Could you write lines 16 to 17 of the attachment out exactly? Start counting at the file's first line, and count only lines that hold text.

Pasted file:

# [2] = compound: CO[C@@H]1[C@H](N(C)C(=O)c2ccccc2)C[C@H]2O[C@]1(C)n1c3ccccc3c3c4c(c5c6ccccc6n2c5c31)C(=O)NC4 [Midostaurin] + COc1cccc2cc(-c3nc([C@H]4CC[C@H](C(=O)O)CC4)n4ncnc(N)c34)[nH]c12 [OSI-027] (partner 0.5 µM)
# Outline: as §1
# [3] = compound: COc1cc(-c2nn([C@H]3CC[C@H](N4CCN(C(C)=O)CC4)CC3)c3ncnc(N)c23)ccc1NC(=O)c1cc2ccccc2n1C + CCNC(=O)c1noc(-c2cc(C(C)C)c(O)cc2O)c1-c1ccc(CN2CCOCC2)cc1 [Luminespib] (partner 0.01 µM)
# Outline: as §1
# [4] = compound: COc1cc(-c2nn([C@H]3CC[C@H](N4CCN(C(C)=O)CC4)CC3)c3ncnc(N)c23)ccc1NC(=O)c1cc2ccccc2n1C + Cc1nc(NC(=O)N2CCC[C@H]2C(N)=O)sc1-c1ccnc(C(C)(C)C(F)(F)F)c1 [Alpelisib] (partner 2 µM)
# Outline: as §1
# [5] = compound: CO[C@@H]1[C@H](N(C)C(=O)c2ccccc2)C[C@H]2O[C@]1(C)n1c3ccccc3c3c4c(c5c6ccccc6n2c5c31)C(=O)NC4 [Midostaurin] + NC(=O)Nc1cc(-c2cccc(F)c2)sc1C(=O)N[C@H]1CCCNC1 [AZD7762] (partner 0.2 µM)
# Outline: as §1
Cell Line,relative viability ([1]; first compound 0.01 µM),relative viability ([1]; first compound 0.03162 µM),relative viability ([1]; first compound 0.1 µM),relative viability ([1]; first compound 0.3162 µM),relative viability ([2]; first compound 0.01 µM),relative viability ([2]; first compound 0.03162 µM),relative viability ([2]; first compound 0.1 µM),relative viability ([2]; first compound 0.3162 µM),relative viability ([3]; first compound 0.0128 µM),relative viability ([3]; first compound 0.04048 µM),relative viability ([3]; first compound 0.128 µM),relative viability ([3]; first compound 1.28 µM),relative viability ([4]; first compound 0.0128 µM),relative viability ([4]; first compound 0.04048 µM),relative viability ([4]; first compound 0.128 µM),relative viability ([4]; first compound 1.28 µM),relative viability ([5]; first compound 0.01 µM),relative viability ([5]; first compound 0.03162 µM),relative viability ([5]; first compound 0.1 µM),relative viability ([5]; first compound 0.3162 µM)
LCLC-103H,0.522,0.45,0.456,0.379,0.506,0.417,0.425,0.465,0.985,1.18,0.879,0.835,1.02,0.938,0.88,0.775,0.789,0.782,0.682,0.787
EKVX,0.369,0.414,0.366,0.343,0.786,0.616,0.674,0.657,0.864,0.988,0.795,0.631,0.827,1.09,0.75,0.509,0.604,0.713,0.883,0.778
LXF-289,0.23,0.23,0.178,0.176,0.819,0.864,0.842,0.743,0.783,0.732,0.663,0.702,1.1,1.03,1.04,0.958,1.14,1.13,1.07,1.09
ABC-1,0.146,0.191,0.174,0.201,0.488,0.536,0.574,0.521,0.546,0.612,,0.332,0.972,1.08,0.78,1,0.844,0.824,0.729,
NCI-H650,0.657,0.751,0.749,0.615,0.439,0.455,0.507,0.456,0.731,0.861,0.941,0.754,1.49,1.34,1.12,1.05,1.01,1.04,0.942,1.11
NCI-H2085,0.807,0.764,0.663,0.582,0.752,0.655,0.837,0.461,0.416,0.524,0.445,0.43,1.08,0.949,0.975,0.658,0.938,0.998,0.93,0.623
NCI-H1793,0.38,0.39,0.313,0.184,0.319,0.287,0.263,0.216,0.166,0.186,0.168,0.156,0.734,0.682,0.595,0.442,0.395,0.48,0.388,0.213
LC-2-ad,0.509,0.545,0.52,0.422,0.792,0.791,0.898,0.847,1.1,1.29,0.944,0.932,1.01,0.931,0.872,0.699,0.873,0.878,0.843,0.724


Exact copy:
NCI-H1793,0.38,0.39,0.313,0.184,0.319,0.287,0.263,0.216,0.166,0.186,0.168,0.156,0.734,0.682,0.595,0.442,0.395,0.48,0.388,0.213
LC-2-ad,0.509,0.545,0.52,0.422,0.792,0.791,0.898,0.847,1.1,1.29,0.944,0.932,1.01,0.931,0.872,0.699,0.873,0.878,0.843,0.724